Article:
year = "2016",
doi = "10.1186/s13049-016-0280-x",
language = "English",
volume = "24",
journal = "Scandinavian Journal of Trauma, Resuscitation and Emergency Medicine",
issn = "1757-7241",
publisher = "BioMed Central",

}

TY - JOUR

T1 - Shock in the emergency department

T2 - a 12 year population based cohort study

AU - Holler, Jon Gitz

AU - Henriksen, Daniel Pilsgaard

AU - Mikkelsen, Søren

AU - Rasmussen, Lars Melholt

AU - Pedersen, Court

AU - Lassen, Annmarie Touborg

PY - 2016

Y1 - 2016

N2 - BACKGROUND: The knowledge of the frequency and associated mortality of shock in the emergency department (ED) is limited. The aim of this study was to describe the incidence, all-cause mortality and factors associated with death among patients suffering shock in the ED.METHODS: Population-based cohort study at an University Hospital ED in Denmark from January 1, 2000, to December 31, 2011. All patients aged ≥18 years living in the hospital catchment area with a first time ED presentation with shock (n = 1646) defined as hypotension (systolic blood pressure (SBP) ≤100 mmHg)) and ≥1 organ failures. Outcomes were annual incidence per 100,000 person-years at risk (pyar), all-cause mortality at 0-7, and 8-90 days and risk factors associated with death.RESULTS: We identified 1646 of 438,191 (0.4 %) ED patients with shock at arrival. Incidence of shock increased from 53.8 to 80.6 cases per 100,000 pyar. The 7-day, and 90-day mortality was 23.1 % (95 % CI: 21.1-25.1) and 40.7 % (95 % CI: 38.3-43.1), respectively. Independent predictors of 7-day mortality were: age (adjusted HR 1.03 (95 % CI: 1.03-1.04), and number of organ failures (≥3 organ failures; adjusted HR 3.13 95 % CI: 2.28-4.30). Age, comorbidity level and number of organ failure were associated with 90-day mortality.CONCLUSION: Shock is a frequent and critical finding in the ED, carrying a 7- and, 90- day mortality of 23.1 and 40.7 %, respectively. Age and number of organ failures are independent prognostic factors for death within 7 days, whereas age, comorbidity and organ failures are of significance within 8-90 days.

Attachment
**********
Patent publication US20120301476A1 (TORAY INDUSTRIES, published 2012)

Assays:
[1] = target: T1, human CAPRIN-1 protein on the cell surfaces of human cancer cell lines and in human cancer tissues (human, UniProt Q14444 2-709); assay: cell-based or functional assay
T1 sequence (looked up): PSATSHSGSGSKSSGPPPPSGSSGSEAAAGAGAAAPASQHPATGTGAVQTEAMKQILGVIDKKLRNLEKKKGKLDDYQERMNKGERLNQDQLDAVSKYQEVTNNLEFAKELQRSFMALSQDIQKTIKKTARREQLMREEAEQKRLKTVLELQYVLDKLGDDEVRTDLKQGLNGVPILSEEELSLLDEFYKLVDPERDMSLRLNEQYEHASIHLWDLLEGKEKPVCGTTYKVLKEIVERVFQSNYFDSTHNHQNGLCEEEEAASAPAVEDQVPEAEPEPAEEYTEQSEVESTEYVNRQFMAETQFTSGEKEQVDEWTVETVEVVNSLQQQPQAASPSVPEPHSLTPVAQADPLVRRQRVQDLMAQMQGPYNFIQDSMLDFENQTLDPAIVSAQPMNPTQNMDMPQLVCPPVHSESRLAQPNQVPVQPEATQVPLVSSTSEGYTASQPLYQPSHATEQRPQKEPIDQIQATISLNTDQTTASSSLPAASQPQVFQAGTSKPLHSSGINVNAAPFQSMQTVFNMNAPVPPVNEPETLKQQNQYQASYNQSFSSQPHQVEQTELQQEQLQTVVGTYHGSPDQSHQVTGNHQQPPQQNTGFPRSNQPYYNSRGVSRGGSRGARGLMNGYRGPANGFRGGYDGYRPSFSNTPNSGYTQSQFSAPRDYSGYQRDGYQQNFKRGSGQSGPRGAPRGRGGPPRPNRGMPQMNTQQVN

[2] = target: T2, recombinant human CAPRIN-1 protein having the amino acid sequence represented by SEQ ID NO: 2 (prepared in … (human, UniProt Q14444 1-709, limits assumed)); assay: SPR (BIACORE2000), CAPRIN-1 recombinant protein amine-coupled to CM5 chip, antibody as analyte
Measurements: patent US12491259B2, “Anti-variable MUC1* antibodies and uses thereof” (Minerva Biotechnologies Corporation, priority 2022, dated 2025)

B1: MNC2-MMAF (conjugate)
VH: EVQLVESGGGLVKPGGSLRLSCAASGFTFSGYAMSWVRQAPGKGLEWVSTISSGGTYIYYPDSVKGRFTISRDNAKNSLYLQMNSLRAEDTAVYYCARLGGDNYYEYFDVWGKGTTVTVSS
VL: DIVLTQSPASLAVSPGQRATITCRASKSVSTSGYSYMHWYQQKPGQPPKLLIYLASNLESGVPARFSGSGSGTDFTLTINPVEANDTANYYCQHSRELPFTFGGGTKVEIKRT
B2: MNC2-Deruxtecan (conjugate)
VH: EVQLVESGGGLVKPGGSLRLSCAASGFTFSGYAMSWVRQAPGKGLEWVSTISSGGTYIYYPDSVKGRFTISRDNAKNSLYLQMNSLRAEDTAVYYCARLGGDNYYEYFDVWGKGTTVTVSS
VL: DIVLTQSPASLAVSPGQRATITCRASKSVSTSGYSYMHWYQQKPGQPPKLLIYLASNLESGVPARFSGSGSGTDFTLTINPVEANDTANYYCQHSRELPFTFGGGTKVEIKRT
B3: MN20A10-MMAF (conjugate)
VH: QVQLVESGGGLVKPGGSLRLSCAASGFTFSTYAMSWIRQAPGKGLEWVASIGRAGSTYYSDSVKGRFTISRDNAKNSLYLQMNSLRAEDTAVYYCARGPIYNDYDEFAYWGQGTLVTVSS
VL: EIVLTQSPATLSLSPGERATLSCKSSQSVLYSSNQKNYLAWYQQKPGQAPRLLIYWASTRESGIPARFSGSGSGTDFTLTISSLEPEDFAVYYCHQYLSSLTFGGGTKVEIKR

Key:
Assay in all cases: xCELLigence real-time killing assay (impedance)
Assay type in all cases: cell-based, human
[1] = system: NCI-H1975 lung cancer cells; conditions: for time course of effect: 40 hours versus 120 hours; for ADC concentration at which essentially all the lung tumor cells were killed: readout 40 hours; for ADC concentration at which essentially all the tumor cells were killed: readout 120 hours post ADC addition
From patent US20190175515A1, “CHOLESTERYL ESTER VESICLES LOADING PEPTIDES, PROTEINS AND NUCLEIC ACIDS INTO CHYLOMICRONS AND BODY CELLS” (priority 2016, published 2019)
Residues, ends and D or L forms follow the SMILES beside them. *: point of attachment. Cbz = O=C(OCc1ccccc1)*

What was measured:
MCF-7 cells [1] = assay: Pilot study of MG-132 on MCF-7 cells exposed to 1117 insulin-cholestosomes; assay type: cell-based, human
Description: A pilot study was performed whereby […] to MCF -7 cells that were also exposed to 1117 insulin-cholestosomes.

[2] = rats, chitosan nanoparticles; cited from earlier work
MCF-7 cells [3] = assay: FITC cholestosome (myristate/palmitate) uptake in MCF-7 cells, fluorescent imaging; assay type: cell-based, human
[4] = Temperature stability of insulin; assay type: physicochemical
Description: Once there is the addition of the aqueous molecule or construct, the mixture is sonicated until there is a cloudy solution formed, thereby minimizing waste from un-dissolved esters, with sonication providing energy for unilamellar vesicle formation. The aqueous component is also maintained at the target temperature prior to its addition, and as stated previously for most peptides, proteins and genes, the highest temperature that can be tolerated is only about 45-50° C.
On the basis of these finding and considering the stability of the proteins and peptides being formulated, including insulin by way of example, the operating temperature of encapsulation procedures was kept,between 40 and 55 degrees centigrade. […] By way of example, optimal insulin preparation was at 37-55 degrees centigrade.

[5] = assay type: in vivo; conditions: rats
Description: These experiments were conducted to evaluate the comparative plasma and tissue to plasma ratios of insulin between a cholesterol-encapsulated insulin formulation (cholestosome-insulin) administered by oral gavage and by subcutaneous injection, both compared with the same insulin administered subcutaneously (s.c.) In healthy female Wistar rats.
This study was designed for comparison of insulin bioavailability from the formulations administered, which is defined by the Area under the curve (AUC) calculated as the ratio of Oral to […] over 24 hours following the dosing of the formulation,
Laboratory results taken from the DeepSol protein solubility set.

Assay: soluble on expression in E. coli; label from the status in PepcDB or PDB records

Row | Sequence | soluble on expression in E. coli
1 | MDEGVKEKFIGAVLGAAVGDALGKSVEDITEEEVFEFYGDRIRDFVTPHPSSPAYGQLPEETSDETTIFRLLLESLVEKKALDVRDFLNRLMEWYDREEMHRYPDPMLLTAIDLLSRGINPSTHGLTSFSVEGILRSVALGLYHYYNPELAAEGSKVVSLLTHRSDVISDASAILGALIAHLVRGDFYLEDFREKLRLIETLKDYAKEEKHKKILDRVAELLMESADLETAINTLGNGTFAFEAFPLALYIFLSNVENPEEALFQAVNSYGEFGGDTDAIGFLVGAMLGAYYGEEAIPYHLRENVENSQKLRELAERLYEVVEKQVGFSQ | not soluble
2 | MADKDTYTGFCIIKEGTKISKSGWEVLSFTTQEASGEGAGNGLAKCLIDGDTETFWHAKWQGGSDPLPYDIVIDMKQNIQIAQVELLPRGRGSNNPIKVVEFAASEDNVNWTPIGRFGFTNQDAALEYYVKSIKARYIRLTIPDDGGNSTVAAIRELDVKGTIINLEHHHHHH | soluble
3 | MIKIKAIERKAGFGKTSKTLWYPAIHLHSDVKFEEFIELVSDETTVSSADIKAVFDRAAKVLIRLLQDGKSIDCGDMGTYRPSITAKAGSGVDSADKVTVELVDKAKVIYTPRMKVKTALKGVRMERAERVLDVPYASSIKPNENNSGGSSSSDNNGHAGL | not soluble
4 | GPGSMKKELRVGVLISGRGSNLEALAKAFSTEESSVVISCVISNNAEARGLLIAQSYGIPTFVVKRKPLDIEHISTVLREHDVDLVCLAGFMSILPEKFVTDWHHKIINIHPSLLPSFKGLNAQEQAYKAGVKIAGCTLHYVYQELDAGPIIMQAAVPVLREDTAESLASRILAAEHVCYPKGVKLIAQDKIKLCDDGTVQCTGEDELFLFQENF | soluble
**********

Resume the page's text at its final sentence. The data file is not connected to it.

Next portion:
AB - BACKGROUND: The knowledge of the frequency and associated mortality of shock in the emergency department (ED) is limited. The aim of this study was to describe the incidence, all-cause mortality and factors associated with death among patients suffering shock in the ED.METHODS: Population-based cohort study at an University Hospital ED in Denmark from January 1, 2000, to December 31, 2011. All patients aged ≥18 years living in the hospital catchment area with a first time ED presentation with shock (n = 1646) defined as hypotension (systolic blood pressure (SBP) ≤100 mmHg)) and ≥1 organ failures. Outcomes were annual incidence per 100,000 person-years at risk (pyar), all-cause mortality at 0-7, and 8-90 days and risk factors associated with death.RESULTS: We identified 1646 of 438,191 (0.4 %) ED patients with shock at arrival. Incidence of shock increased from 53.8 to 80.6 cases per 100,000 pyar. The 7-day, and 90-day mortality was 23.1 % (95 % CI: 21.1-25.1) and 40.7 % (95 % CI: 38.3-43.1), respectively. Independent predictors of 7-day mortality were: age (adjusted HR 1.03 (95 % CI: 1.03-1.04), and number of organ failures (≥3 organ failures; adjusted HR 3.13 95 % CI: 2.28-4.30). Age, comorbidity level and number of organ failure were associated with 90-day mortality.CONCLUSION: Shock is a frequent and critical finding in the ED, carrying a 7- and, 90- day mortality of 23.1 and 40.7 %, respectively. Age and number of organ failures are independent prognostic factors for death within 7 days, whereas age, comorbidity and organ failures are of significance within 8-90 days.

KW - Journal Article

U2 - 10.1186/s13049-016-0280-x

DO - 10.1186/s13049-016-0280-x

M3 - Journal article

C2 - 27364493

VL - 24

JO - Scandinavian Journal of Trauma, Resuscitation and Emergency Medicine

JF - Scandinavian Journal of Trauma, Resuscitation and Emergency Medicine

SN - 1757-7241

M1 - 87

ER -